Thursday, November 11, 2010

Iloilo River dev’t project wins top int’l recognition

Besting seven other entries from across the globe, the Iloilo River Development Project won a gold award for environmental sustainability in the prestigious International Awards for Liveable Communities or LivCom held at the Hilton Hotel in Chicago, Illinois on November 8.

The news was relayed by Mayor Jed Patrick Mabilog to the City Hall in a text message yesterday.
LivCom, launched in 1997, is reputed as the world’s sole awards competition focusing on best practices for managing the local environment.

Mabilog, who attended the LivCom event from November 4 to 8, made a presentation on the Iloilo River Development Project which was then one of the finalists in the Environmentally-Sustainable Projects Award.

The international panel of judges is composed of environmental and landscape management professionals.

The project is Iloilo City’s entry under the Environmentally Sustainable Project Awards Category E for communities with a population of over 400,000 people.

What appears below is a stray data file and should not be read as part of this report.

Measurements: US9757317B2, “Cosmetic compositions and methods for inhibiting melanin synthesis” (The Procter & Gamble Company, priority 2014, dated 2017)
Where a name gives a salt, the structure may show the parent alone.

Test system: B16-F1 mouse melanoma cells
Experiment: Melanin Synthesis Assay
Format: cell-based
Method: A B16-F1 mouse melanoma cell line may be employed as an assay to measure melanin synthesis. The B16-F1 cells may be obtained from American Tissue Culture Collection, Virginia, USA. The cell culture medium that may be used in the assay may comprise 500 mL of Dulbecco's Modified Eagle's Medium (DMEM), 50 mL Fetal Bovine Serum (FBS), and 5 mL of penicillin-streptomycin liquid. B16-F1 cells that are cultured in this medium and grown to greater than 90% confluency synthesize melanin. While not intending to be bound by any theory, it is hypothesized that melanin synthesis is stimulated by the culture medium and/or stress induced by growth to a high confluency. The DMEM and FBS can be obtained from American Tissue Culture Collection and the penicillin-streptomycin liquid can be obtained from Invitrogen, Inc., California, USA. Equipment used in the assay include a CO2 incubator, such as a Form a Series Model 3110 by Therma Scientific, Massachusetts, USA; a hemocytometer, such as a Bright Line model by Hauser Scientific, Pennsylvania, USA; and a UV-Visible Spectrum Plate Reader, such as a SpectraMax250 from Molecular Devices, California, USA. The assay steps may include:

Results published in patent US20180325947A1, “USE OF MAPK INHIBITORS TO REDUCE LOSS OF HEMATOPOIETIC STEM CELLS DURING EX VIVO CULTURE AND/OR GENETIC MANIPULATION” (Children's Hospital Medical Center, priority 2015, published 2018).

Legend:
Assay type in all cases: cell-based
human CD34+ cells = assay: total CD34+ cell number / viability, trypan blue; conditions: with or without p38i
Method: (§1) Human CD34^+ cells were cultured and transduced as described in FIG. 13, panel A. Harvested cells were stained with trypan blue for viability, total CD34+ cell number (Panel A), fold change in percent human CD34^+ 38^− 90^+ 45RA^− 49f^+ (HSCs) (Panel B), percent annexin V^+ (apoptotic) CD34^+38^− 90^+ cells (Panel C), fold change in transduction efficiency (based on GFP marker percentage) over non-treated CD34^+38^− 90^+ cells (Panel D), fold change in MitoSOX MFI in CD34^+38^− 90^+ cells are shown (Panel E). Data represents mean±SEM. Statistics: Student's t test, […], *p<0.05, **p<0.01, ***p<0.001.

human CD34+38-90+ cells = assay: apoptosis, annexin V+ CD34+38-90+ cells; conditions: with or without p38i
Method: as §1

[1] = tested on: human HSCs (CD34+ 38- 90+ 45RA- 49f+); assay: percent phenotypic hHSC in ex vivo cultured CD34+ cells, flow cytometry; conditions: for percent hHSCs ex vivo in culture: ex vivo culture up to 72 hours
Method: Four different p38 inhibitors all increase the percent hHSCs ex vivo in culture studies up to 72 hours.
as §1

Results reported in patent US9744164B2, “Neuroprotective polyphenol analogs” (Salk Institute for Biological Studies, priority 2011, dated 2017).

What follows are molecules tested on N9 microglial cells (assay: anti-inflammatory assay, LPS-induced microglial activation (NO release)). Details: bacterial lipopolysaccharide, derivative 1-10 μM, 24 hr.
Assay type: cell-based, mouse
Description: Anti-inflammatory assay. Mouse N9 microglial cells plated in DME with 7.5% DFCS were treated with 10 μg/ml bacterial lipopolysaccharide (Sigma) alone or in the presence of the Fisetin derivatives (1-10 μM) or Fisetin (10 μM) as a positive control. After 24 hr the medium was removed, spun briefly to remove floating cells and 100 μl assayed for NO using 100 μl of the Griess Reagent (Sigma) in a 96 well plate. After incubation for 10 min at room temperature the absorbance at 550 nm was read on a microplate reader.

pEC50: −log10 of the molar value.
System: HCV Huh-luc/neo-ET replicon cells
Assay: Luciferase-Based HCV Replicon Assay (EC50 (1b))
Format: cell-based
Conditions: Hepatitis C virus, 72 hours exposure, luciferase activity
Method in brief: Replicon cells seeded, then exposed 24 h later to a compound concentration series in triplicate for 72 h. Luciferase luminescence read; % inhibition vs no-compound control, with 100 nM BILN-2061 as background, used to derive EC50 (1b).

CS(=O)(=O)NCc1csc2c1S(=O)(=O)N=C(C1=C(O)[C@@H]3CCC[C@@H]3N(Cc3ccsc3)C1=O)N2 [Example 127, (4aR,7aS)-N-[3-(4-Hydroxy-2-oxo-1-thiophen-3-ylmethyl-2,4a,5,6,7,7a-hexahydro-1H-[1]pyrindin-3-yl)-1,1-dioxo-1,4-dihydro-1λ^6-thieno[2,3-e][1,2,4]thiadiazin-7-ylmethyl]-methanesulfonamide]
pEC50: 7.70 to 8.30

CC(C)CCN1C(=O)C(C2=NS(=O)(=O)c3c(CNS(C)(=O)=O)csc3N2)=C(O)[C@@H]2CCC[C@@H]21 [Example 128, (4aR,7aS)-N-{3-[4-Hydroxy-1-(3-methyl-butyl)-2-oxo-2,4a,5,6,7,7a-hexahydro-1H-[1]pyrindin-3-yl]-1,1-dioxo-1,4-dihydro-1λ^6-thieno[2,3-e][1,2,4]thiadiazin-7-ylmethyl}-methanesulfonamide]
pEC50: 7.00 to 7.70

Other finalists are Al Ain, UAE; Changwon City, South Korea; Changzhou City, China; Curitiba, Brazil; Medellin City, Colombia; Portland Metropolitan Region, USA; and Wuxing, China.

Other members of the Iloilo City delegation are City Environmental Management Specialist Renan Escoto, Councilor Edward Yee, City Legal Officer Jose Junio Jacela, and business executives Felix Tiu and Antonio Lim.

Escoto, who is part of the team that prepared the presentation on Iloilo River Development Project, said the project exemplifies successful public-private partnership in protecting and preserving the river.

“We (in the government) cannot do it alone. The private sector is also very active in this undertaking,” he said.

Escoto said various stakeholders are involved in the regular river clean-up to help the existing “Bantay-Suba” team.

There is also a continuing mangrove reforestation in the area and illegal fishpens in the vicinity have already been dismantled.

“We are also trying our best to remove illegal settlers,” Escoto said.

Iloilo River hosts various endangered species, including rare shrimps discovered by University of the Philippines biological sciences students.

Some 20 mangrove species also grow in the area.

Other Entries

Apart from the Iloilo River Development Project, Iloilo City also submitted three entries for the Bursary Award.

These include the Wastepickers Livelihood Training Program, Community-based Water and Sanitation System, and Community-based Disaster Preparedness Planning.

source: The News Today

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